4. You dont need to "proof" yeast: Traditional recipes specify that yeast be dissolved in water (often with a little sugar) and allowed to sit for five minutes to prove that bubbles can form and the yeast is alive. But modern yeast simply doesnt fail if used before its expiration date and the baker remembers to use lukewarm, not hot water. The high-water content in our doughs further ensures that the yeast will fully hydrate and activate without a proofing step. Further storage gives it plenty of time to fully ferment the dough—our approach doesnt need the head start.

5. It isnt kneaded: The dough can be mixed and stored in the same resealable plastic container. No wooden board is required. There should be only one vessel to wash, plus a spoon (or a mixer). Youll never tell the difference between breads made with kneaded and unkneaded high-moisture dough, so long as you mix to a basically uniform consistency. In our method, a very quick "cloaking and shaping" step substitutes for kneading (see Chapter 5, Step 5, page 28).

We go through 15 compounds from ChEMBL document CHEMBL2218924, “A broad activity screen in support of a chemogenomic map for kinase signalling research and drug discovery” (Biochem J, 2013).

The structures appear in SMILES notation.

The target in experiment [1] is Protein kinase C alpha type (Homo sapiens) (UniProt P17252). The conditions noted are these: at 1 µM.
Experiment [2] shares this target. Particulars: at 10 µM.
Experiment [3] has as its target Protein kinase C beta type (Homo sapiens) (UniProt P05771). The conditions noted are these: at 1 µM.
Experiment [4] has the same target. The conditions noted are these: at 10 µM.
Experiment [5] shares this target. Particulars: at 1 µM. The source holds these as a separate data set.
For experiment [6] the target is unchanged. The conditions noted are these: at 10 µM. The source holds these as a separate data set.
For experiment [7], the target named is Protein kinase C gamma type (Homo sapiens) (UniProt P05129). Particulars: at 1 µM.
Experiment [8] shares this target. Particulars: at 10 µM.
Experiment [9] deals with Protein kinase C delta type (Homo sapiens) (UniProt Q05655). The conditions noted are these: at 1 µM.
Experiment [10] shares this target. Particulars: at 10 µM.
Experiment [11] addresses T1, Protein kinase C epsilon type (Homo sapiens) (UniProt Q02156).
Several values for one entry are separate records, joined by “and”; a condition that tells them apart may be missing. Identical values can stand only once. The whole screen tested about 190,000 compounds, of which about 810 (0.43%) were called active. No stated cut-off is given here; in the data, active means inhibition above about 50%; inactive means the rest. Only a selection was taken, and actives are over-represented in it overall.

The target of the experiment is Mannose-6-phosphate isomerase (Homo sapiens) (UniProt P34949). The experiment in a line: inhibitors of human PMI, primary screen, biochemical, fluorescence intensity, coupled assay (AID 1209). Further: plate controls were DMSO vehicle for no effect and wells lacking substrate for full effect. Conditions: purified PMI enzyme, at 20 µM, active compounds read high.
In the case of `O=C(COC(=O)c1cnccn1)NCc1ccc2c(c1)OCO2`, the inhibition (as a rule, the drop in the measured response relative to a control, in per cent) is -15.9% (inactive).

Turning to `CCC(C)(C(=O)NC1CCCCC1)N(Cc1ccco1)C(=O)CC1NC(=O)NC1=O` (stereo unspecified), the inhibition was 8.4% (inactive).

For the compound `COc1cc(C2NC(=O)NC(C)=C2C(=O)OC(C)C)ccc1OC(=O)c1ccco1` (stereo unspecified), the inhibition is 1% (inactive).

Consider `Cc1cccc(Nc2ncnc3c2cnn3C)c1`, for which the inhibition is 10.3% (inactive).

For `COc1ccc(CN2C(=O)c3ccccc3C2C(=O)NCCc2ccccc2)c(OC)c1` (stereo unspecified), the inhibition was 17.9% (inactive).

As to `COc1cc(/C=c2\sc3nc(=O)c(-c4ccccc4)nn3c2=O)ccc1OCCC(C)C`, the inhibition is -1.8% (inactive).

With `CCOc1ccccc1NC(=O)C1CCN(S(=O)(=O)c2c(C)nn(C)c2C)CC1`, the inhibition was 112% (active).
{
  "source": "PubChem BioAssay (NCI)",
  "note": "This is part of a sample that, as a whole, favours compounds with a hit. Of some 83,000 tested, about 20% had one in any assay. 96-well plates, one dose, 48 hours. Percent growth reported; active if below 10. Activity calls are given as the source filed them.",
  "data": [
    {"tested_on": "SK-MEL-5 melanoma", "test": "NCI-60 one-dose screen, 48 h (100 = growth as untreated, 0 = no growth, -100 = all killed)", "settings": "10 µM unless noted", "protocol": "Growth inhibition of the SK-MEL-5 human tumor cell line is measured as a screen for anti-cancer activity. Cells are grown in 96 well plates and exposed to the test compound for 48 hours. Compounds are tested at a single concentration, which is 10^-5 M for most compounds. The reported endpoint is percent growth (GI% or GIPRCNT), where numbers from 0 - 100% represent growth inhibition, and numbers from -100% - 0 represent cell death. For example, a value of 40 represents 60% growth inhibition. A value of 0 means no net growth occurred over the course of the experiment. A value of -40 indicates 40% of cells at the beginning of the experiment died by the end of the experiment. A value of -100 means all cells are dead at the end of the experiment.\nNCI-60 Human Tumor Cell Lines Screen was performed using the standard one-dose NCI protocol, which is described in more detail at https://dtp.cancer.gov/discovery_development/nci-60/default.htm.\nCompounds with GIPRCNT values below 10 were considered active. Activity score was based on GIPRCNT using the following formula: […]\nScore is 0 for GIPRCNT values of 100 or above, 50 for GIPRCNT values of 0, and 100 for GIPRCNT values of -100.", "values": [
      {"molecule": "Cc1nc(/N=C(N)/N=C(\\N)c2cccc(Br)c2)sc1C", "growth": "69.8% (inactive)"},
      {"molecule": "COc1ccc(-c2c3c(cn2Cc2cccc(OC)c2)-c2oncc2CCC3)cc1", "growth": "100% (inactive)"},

Start a morning batch before work, bake the first loaf before dinner: Heres a convenient way to get fresh bread on the table for dinner. Mix up a full batch of dough before breakfast and store it in the refrigerator. The lukewarm water you used to mix the dough will provide enough heat to allow the yeast to do its thing over the eight hours till youre home. When you walk in the door, cloak and shape the loaf and give it a quick rest, then bake as usual. Small loaves, and especially flatbreads, can be on the table in 40 minutes or less.